Orders for photocopies should be submitted on our Photocopy Order form. The cost is 50¢ per page.  Maximum total order is 300 pp.  A $25.00 surcharge may be included on orders that require special handling or layout. Please allow at least five weeks for us to complete your request.

Your credit card will be charged after we complete your order. Please do not include your credit card information on your Photocopy Order form if you are sending the form via email. Please fax your order/credit card information to 301.238.2883, or speak with us by phone at 301.238.1310.

The Papers of John Peabody Harrington are available on 494 reels of microfilm from ProQuest.

Sound Recordings

The most frequently requested sound recordings in the NAA are the Native American myths, legends, stories and songs recorded by John Peabody Harrington (1884-1961) for the Bureau of American Ethnology. Working with storytellers and performers from thirty-five tribes, Harrington and his field assistants produced more than 1,300 sound recordings on wax cylinders and aluminum disks between 1912 and 1941. The archives has all of Harrington's aluminum disks, as well as newly mastered reel-to-reel audio tapes from which duplicate cassettes are produced on demand.

Duplicate sound recordings from the Harrington Collection can be purchased for $30 each. To place an order, please refer to the recording's Inventory Number in SIRIS (the Smithsonian Institution Research Information System). To begin, select Archival, Manuscript, and Photographic Collections, then select National Anthropological Archives from the list of repositories. A keyword search for Harrington recording Juaneno, for example, will retrieve a list of 151 sound recordings. To display individual records, select Full Description. The Inventory Number (INV) appears as the final item in each record.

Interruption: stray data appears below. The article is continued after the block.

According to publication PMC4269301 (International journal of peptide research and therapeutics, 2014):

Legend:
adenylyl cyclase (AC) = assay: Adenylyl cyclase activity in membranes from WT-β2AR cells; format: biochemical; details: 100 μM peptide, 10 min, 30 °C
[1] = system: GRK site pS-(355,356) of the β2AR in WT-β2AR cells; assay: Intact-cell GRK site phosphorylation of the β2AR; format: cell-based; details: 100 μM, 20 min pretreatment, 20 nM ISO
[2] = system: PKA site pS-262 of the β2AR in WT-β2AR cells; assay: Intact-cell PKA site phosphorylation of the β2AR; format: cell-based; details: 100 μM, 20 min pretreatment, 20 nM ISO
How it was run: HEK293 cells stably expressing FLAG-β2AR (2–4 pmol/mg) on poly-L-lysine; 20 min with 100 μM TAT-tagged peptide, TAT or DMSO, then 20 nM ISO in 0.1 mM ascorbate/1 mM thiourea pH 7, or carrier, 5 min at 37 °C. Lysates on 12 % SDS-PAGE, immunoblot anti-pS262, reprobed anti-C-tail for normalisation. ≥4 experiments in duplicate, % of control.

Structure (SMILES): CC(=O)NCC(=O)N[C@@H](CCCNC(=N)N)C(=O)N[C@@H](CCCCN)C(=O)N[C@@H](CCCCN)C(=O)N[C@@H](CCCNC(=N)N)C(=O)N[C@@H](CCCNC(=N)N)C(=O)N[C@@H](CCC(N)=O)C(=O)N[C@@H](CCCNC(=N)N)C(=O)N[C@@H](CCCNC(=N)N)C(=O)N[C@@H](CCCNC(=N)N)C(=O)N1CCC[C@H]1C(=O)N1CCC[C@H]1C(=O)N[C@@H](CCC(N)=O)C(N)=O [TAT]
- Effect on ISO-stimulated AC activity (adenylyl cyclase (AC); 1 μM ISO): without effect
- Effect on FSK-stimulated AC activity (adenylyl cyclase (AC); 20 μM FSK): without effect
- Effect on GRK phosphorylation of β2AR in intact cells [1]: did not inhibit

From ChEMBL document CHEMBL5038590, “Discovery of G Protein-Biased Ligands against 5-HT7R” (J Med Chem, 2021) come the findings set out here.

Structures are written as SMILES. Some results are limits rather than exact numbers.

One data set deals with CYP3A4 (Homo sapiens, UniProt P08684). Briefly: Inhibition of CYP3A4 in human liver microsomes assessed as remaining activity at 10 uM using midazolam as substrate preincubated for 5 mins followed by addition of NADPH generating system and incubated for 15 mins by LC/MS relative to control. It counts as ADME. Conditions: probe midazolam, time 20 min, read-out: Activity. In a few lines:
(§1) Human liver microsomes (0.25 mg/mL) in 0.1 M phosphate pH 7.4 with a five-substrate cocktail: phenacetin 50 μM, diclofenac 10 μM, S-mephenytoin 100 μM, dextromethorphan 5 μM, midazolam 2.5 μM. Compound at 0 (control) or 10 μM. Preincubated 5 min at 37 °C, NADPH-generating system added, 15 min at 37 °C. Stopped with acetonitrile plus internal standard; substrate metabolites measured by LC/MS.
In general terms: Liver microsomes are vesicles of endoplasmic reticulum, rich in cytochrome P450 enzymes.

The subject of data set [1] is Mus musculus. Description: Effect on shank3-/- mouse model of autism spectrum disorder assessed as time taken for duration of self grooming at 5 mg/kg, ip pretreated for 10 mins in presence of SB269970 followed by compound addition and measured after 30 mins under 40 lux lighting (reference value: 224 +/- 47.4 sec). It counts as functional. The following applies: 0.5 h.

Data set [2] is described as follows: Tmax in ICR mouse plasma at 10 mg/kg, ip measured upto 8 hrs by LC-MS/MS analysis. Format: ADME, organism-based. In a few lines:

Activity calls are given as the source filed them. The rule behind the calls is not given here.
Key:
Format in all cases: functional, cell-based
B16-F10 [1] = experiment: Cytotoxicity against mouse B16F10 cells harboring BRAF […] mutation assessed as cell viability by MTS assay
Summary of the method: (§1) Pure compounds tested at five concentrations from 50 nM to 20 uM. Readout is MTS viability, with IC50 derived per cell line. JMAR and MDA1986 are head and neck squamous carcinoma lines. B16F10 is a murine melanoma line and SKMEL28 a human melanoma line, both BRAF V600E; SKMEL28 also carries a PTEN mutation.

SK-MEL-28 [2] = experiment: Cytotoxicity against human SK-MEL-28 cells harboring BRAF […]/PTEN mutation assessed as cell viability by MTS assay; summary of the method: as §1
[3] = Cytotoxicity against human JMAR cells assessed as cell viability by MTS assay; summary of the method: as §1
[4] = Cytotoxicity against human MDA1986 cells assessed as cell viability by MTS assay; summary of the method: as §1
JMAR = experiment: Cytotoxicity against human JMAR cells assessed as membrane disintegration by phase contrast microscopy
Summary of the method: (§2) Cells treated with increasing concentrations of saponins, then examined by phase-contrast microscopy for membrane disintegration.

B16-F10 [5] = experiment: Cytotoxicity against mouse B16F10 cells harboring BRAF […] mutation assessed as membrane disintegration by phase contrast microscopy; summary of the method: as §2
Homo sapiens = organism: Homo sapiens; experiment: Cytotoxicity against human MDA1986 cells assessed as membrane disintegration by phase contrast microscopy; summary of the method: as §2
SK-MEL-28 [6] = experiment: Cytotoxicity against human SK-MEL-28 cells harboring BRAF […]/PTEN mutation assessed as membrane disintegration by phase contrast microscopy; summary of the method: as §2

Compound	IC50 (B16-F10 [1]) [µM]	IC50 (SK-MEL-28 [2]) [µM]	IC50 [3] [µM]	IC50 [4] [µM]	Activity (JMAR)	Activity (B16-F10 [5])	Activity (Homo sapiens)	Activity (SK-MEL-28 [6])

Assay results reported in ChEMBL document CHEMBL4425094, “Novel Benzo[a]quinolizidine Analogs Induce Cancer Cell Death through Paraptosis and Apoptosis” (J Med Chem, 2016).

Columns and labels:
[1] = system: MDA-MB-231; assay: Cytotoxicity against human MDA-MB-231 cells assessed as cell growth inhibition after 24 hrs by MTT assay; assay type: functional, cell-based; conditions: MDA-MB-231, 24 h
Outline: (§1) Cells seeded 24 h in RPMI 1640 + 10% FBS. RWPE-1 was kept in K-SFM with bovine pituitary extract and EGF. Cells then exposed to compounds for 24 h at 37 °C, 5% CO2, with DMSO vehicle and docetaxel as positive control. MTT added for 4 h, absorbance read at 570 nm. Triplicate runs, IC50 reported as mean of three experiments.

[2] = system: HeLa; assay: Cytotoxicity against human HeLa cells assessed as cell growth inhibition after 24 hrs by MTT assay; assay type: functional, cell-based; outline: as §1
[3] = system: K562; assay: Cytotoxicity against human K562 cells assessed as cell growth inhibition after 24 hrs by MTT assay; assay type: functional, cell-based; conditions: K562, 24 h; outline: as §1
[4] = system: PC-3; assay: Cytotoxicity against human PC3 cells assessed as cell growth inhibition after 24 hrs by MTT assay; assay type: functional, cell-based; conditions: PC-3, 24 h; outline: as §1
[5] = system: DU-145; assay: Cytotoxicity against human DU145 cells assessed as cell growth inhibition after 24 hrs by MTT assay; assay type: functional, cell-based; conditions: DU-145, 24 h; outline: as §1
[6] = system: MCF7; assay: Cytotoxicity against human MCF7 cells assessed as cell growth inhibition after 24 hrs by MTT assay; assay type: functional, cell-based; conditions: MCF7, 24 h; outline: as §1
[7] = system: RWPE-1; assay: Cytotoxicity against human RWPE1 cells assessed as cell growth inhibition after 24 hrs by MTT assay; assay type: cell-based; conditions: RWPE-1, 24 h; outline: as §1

Sound recordings from the Harrington Collection and most other collections will be transferred to audio cassette on demand. To place an order, please write naa@si.edu.

All of the Smithsonian's wax cylinder recordings – including those produced by Frances Densmore, Jesse Walter Fewkes, James Mooney, Truman Michelson and J.N.B. Hewett – were transferred to the National Archives and, later, the Library of Congress. Many of these early recordings are available on audio tape from the American Folklife Center in the Library of Congress. To learn more about these recordings, please consult The Federal Cylinder Project: a Guide to Field Cylinder Collections in Federal Agencies. (Washington, D.C.: American Folklife Center, Library of Congress, 1984-1985).

Film and Video

Film and video copies of many moving image collections can be purchased from the archives for research purposes and personal use. To obtain copies, please complete our Application to Reproduce Materials in the HSFA listing the collection title(s) and number(s) as they appear in the HSFA Guide to the Collections or in SIRIS (the Smithsonian Institution Research Information System). Permission for public or commercial use of moving images is granted on a case-by-case basis and requires a signed Use Agreement. For additional information, please refer to our Rights and Reproductions Guidelines or call 301.238.1315 to speak with our Media Resource Specialist.

Please note that the archives does not lend its collections for personal or classroom use.